66 Fig. 40: Effect of boron on TTT diagram of low carbon Mo steel
Ae3 Ferrite C curve in low carbon Mo steel Ferrite C curve in low carbon Mo-B steel Ae1 Addition of boron Pearlitic C curve in low carbon Mo steel Pearlitic C curve in low carbon Mo-B steel Addition of boron Metastable austenite Bainite start Temperature Bainite MS Metastable austenite + martensite Log time

67 However bainitic reaction is suppressed by the addition of some alloying elements. BS temperature (empirical) has been given by Steven & Haynes BS(°C)= (%C)-90(%Mn)-37(%Ni)-70(%Cr)-83(%Mo) (elements by wt%) According to Leslie, B50(°C)=BS-60 BF(°C)=BS-120 Most alloying elements which are soluble in austenite lower MS, MF temperature except Al, Co. Andrews gave best fit equation for MS: MS(°C)= (%C)-30.4Mn-17.7Ni-12.1Cr-7.5Mo+10Co-7.5Si (concentration of elements are in wt%). Effect of alloying elements on MF is similar to that of MS. Therefore, subzero treatment is must for highly alloyed steels to transform retained austenite to martensite.

68 Addition of significant amount of Ni and Mn can change the nature of martensitic transformation from athermal to isothermal (Fig. 41). 1% 30% Temperature Log time Fig. 41: kinetics of isothermal martensite in an Fe-Ni-Mn alloy

69 Effect of grain size of austenite: Fine grain size shifts S curve towards left side because it helps for nucleation of ferrite, cementite and bainite (Fig. 43). However Yang and Bhadeshia et al. have shown that martensite start temperature (MS) is lowered by reduction in austenite grain size (Fig. 42). Fig. 42: Suppression of Martensite start temperature as a function austenite grain size Lγ. MOS is the highest temperature at which martensite can form in large austenite grain. MS is the observed martensite start temperature (at detectable fraction of martensite). Circles represent from low alloy data and crosses from high alloy data.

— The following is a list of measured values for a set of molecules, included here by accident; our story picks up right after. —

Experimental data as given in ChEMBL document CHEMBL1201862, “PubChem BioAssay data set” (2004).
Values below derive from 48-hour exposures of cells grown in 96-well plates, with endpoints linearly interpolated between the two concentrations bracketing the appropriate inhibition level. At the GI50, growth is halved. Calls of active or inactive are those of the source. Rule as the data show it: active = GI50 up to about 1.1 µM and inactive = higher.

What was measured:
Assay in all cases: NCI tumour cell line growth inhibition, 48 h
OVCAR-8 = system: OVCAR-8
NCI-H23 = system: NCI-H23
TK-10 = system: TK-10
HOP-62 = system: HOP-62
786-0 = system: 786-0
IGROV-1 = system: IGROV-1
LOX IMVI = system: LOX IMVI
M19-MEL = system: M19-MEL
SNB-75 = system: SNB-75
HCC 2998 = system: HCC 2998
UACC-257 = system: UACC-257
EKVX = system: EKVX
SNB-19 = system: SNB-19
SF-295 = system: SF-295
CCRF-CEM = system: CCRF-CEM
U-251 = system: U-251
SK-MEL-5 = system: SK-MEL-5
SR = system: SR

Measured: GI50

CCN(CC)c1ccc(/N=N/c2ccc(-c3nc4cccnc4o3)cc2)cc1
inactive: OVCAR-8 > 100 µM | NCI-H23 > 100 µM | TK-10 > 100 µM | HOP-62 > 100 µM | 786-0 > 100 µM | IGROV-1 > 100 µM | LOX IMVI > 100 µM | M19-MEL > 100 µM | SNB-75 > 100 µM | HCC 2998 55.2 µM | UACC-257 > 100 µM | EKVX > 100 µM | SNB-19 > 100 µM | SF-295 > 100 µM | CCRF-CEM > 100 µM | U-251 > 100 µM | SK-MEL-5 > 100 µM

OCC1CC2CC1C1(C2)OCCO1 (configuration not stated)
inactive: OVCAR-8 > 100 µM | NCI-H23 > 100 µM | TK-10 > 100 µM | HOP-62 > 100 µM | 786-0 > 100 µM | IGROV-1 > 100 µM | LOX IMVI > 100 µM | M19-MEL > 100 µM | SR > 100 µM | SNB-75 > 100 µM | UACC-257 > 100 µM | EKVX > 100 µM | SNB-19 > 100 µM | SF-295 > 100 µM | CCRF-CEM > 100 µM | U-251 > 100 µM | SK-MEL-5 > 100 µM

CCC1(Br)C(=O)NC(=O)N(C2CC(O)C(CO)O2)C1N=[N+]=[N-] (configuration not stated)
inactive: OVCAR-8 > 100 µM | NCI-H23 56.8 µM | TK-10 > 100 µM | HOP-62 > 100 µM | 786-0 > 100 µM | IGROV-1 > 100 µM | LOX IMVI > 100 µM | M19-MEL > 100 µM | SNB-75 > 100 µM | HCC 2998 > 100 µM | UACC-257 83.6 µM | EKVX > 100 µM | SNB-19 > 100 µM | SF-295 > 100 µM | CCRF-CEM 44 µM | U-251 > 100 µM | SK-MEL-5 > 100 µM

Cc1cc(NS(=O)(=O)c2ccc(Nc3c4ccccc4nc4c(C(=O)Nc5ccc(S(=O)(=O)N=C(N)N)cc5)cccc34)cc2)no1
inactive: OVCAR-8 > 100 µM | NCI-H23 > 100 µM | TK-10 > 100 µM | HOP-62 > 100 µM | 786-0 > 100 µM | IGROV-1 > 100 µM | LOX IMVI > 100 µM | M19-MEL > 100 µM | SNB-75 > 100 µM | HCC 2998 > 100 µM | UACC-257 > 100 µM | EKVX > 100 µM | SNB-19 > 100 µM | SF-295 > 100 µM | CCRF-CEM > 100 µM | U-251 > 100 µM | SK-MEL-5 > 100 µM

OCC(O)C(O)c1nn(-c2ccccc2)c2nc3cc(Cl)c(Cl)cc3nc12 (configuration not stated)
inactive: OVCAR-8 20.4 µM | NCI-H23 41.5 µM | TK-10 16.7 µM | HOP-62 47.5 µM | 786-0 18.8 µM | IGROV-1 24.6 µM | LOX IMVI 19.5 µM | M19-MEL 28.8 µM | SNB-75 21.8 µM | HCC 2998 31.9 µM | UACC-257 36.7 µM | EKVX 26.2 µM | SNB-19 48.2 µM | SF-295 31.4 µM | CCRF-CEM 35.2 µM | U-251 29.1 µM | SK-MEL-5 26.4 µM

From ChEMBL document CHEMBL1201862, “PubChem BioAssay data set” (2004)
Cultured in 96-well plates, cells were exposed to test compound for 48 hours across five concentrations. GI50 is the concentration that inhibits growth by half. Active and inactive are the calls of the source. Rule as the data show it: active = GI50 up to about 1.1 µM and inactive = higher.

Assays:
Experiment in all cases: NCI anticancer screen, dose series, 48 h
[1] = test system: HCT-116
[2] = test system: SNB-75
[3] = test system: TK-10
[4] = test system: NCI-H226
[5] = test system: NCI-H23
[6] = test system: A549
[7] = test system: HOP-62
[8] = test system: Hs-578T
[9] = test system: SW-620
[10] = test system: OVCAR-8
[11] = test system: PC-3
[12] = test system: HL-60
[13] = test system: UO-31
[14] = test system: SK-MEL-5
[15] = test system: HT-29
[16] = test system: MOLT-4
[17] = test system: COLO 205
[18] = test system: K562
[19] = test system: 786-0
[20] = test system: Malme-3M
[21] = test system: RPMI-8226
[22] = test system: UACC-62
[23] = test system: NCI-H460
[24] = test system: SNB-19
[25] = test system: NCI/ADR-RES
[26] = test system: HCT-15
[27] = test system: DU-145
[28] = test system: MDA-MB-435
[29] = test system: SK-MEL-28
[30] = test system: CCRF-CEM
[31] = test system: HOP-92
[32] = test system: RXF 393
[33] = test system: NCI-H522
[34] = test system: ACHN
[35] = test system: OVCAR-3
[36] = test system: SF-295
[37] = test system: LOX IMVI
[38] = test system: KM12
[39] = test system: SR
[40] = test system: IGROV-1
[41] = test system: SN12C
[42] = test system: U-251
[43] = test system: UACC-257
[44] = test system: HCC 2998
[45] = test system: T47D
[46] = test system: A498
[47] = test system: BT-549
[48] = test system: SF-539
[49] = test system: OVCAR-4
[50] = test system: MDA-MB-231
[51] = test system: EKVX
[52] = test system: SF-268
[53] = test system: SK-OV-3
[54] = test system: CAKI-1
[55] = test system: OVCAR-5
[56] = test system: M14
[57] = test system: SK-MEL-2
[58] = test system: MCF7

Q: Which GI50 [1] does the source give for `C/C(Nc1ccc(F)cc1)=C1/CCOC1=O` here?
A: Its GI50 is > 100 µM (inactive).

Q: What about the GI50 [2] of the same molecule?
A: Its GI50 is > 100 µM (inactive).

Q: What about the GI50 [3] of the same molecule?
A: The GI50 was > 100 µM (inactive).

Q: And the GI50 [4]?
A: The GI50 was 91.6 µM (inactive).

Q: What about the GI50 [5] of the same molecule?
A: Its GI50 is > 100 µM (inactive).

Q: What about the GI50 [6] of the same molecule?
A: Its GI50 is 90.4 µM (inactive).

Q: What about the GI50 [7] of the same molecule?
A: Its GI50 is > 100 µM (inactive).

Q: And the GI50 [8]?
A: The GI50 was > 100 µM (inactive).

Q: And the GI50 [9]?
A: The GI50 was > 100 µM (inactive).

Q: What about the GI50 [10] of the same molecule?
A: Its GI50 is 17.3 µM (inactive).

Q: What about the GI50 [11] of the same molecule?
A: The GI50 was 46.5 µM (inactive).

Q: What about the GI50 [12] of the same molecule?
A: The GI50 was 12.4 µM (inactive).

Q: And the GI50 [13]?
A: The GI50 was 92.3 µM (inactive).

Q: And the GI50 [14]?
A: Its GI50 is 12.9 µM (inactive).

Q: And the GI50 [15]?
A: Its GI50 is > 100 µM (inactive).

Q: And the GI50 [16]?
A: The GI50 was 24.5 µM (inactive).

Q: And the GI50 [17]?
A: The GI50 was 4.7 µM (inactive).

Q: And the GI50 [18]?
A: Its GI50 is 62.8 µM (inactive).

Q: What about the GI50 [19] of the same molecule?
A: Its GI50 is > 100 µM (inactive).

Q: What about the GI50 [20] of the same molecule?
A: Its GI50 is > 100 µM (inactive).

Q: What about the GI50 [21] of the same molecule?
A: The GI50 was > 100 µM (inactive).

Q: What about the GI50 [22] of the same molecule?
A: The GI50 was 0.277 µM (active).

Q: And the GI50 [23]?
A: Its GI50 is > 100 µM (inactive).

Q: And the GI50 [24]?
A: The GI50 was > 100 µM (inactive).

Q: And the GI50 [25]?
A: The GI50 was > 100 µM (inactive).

70 T= MS. a, b are fitting empirial constants,
m =average aspect ratio of martensite=0.05 assumed, Vγ =average volume of austenite. f=detectable fraction of martensite=0.01 (taken). It is expected similar effect of grain size on MF as on MS. Grain size of austenite affects the maximum plate or lath size. i.e. larger the austenite size the greater the maximum plate size or lath size

71 Hardness Temperature, T Log(time, t) Ae3 γ+α Ae1 α+CP α+P γ+P FP
Fig. 43 : Effect of austenite grain size on TTT diagram of plain carbon hypoeutectoid steel Ae3 γ=austenite α=ferrite CP=coarse pearlite P=pearlite FP=fine pearlite UB=upper Bainite LB=lower Bainite M=martensite MS=Martensite start temperature M50=temperature at which 50% martensite is obtained MF= martensite finish temperature For finer austenite γ+α Ae1 α+CP α+P γ+P FP Hardness 50% FP + 50% UB Temperature, T UB Metastable γ LB MS M50 Metastable γ + M MF M Log(time, t)